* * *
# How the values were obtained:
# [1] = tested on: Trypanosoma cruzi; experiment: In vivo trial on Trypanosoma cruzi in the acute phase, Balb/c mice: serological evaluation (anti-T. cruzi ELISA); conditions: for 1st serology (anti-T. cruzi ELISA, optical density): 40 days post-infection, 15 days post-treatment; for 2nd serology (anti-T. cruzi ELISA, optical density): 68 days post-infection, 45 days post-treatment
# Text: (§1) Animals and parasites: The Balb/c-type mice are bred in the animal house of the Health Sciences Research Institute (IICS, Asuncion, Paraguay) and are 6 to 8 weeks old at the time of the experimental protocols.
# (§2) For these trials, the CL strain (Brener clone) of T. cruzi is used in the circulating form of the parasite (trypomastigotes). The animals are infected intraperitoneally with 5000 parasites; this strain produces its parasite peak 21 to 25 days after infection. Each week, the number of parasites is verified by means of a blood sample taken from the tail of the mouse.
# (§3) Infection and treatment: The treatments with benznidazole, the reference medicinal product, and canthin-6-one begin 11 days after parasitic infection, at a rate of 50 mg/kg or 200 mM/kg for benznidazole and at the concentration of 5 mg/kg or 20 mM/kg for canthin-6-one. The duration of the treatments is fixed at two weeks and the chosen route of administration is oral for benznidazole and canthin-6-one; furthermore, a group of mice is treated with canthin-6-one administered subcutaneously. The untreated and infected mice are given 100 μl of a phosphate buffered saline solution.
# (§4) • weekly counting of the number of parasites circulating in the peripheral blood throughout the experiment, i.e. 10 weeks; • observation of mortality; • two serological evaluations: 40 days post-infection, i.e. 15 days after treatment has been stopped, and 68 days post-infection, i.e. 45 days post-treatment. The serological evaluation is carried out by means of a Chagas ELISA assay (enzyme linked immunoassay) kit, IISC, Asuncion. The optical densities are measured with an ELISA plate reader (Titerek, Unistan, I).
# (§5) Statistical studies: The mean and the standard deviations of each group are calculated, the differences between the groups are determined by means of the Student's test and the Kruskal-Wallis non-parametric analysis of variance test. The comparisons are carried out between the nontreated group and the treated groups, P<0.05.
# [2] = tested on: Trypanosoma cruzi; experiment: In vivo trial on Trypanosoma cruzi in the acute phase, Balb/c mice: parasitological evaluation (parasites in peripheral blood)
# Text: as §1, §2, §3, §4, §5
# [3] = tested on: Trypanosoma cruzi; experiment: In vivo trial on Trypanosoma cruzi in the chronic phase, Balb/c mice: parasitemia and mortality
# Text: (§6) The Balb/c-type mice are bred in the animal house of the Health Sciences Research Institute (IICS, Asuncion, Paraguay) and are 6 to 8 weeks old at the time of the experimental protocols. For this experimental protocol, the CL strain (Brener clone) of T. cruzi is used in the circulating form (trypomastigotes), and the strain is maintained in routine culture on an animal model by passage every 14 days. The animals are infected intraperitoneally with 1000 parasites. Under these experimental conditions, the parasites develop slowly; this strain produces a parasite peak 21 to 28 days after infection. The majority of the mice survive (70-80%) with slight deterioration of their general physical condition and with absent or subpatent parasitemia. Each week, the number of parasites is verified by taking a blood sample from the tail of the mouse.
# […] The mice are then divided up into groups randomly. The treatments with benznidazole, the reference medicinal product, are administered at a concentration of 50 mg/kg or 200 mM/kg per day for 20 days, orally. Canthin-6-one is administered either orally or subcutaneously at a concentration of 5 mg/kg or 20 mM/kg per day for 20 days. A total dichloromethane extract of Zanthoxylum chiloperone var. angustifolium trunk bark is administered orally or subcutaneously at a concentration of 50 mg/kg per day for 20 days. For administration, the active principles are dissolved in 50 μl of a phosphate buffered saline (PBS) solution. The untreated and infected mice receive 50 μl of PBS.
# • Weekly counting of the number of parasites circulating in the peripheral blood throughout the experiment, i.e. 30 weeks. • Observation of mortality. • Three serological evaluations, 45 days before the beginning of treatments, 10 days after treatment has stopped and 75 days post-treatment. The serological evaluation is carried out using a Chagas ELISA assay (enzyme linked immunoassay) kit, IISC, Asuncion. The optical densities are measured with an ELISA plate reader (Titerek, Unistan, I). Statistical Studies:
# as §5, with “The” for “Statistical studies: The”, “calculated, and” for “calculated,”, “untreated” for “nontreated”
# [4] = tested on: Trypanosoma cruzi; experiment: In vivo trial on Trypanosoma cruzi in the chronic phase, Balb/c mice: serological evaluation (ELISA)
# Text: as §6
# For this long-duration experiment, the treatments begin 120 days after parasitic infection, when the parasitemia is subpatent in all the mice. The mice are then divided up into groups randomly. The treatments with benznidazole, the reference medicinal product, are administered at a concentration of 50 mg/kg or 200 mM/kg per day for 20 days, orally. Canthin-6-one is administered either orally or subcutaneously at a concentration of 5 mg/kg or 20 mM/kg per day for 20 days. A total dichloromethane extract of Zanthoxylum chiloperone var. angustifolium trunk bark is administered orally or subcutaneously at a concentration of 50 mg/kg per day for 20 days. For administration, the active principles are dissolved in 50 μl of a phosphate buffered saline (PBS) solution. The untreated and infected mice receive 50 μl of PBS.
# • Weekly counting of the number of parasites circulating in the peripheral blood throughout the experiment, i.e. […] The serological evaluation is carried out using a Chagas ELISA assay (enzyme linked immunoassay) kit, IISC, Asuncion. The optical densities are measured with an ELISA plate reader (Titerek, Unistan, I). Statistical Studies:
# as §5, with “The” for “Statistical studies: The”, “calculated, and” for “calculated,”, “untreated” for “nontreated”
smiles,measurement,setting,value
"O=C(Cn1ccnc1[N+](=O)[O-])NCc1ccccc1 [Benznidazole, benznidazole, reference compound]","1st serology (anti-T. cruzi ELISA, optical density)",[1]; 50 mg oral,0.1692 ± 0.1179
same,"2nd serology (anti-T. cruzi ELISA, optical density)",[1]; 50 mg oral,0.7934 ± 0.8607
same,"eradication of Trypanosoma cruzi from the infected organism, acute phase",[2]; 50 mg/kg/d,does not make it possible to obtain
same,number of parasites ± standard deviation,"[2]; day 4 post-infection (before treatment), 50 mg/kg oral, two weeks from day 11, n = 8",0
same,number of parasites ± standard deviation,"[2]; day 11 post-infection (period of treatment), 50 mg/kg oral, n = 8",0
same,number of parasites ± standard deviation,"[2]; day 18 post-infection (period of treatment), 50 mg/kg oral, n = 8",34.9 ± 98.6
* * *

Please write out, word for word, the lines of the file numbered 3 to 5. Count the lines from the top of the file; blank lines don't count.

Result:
# Text: (§1) Animals and parasites: The Balb/c-type mice are bred in the animal house of the Health Sciences Research Institute (IICS, Asuncion, Paraguay) and are 6 to 8 weeks old at the time of the experimental protocols.
# (§2) For these trials, the CL strain (Brener clone) of T. cruzi is used in the circulating form of the parasite (trypomastigotes). The animals are infected intraperitoneally with 5000 parasites; this strain produces its parasite peak 21 to 25 days after infection. Each week, the number of parasites is verified by means of a blood sample taken from the tail of the mouse.
# (§3) Infection and treatment: The treatments with benznidazole, the reference medicinal product, and canthin-6-one begin 11 days after parasitic infection, at a rate of 50 mg/kg or 200 mM/kg for benznidazole and at the concentration of 5 mg/kg or 20 mM/kg for canthin-6-one. The duration of the treatments is fixed at two weeks and the chosen route of administration is oral for benznidazole and canthin-6-one; furthermore, a group of mice is treated with canthin-6-one administered subcutaneously. The untreated and infected mice are given 100 μl of a phosphate buffered saline solution.